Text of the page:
I don’t understand most of what Albert Einstein said, but this particular quote seems pretty clear: “Mankind will not survive the honey bees’ disappearance for more than five years.”
Yikes. That’s quite the literal and metaphorical buzz kill.
It wasn’t so long ago that it seemed you’d see a small cluster of honey bees – specifically, European honey bees, or if you’re the scientific type, Apis Mellifera – frantically examining every flower you came across. But if you want to get an idea of what’s happened to honey bees in recent years, just go out and try to take a picture of one. They’re not so easy to find any more.
Experts at the Center for Research on Globalization reported in 2015 that over the previous five years, nearly one-third of the United States’ bee population vanished. And that’s not good for any of us.
“We need the bees,” says Leigh-Kathryn Bonner, founder of Durham-based Bee Downtown. “They’re dying around the world at alarming rates. Every third bite of food you eat is the result of honey bees’ work. Without them, the world would be in a really bad place.”
NO BEES? NO BURGERS
A really bad place, indeed. And not just because we wouldn’t have honey to make all those breakfast cereals or sweet candies. Bees are one of our planet’s primary pollinators, transferring pollen and seeds from flower to flower, fertilizing plants so they can produce fruits and vegetables. In the US alone, honey bees pollinate about $15 billion worth of crops each year, including all kinds of fruits, vegetables, melons and nuts. Every spring, California’s almond growers truck in half of America’s honey bee population to fertilize more than 80% of the world’s almond supply.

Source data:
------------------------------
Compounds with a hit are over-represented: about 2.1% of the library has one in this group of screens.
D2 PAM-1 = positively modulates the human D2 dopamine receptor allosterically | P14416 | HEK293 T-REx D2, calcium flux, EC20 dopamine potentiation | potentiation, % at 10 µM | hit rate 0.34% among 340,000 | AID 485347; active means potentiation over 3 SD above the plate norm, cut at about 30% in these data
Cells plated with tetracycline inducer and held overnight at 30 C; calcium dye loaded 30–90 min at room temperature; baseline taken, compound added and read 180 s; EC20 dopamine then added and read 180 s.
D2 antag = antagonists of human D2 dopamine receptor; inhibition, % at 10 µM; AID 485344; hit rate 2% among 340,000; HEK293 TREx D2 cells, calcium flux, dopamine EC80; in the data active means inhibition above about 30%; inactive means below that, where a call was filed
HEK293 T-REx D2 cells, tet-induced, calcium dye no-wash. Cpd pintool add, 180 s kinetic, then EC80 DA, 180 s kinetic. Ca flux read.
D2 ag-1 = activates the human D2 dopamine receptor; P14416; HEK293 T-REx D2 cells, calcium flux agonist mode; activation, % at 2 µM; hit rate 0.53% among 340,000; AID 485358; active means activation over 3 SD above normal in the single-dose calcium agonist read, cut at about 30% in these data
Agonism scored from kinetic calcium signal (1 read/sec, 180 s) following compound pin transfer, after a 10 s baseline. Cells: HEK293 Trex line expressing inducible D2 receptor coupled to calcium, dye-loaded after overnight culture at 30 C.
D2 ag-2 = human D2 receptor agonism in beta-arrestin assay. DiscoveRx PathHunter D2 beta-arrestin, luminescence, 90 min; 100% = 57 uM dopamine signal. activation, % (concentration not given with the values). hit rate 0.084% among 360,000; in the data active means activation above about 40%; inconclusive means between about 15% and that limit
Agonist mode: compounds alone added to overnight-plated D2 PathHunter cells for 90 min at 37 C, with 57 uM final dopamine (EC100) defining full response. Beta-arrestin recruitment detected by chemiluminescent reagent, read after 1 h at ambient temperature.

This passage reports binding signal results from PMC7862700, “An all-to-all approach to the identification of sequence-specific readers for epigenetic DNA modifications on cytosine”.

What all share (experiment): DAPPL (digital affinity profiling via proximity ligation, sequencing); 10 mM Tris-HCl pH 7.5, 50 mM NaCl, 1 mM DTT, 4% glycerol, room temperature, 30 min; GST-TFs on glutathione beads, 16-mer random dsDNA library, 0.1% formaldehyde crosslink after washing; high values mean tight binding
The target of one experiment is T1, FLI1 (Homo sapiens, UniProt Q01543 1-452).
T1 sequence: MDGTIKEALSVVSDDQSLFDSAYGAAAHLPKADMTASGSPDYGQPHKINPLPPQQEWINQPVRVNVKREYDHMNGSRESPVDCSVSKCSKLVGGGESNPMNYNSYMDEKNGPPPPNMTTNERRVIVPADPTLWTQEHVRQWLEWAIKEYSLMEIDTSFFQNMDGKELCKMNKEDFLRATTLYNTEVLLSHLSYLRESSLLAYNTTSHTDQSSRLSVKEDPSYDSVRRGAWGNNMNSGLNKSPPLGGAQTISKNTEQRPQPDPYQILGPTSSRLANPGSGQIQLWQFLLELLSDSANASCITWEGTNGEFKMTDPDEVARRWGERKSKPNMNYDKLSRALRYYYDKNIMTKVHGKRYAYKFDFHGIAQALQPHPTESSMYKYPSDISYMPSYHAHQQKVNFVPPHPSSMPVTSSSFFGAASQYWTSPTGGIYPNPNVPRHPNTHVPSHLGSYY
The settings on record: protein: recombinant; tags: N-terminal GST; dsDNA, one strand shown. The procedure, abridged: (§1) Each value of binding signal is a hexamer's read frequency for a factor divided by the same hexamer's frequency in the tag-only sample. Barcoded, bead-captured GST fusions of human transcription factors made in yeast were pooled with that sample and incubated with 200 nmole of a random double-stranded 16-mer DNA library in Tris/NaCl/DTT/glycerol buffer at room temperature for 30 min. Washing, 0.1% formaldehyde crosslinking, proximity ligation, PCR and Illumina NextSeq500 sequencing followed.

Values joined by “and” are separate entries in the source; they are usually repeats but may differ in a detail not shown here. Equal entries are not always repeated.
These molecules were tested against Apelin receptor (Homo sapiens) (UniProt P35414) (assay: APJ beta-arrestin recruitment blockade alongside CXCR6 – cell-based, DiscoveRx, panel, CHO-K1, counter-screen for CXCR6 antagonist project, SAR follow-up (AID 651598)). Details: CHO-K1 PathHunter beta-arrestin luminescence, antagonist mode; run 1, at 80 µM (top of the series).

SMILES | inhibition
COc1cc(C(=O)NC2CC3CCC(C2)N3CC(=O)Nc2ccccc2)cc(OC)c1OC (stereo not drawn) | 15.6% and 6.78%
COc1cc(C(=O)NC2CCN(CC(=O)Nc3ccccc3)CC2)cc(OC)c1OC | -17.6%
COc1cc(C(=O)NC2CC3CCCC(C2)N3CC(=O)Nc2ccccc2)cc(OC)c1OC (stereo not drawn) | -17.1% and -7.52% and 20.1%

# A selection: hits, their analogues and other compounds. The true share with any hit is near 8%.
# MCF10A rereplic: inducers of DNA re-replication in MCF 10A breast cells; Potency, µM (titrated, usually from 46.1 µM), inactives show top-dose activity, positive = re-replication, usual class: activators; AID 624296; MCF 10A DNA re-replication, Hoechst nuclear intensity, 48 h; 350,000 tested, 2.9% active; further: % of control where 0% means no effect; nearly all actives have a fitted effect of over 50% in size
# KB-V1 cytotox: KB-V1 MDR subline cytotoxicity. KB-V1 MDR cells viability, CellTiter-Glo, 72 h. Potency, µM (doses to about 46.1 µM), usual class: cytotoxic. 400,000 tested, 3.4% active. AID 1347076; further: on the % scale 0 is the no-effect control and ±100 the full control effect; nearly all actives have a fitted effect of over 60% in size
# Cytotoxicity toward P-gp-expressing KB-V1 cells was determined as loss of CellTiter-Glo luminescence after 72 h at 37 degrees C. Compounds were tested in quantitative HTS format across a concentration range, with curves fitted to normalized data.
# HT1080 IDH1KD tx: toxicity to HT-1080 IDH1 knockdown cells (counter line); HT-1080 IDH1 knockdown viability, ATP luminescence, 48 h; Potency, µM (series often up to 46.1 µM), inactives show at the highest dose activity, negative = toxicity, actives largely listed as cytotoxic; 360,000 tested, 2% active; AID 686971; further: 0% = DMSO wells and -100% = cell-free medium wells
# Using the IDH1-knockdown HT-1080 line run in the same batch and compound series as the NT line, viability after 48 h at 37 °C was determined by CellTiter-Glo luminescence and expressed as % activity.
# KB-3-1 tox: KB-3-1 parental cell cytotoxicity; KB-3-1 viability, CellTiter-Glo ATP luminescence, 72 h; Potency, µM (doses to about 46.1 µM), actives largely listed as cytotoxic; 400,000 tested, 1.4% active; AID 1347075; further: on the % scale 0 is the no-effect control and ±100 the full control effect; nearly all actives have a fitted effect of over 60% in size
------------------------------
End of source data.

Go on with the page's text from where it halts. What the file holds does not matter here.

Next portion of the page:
Honey bees even have an impact on meats and dairy products, pollinating crops like alfalfa that feed our nation’s cattle.
Concerns about the future of our food system spurred Bonner to start Bee Downtown, a company that creates and sells rooftop and clear storefront observatory hives in urban locations. Despite what you might assume, bees thrive in cities, with downtown hives serving as feeder populations to rural areas, as newborn queens fly off to start colonies elsewhere.
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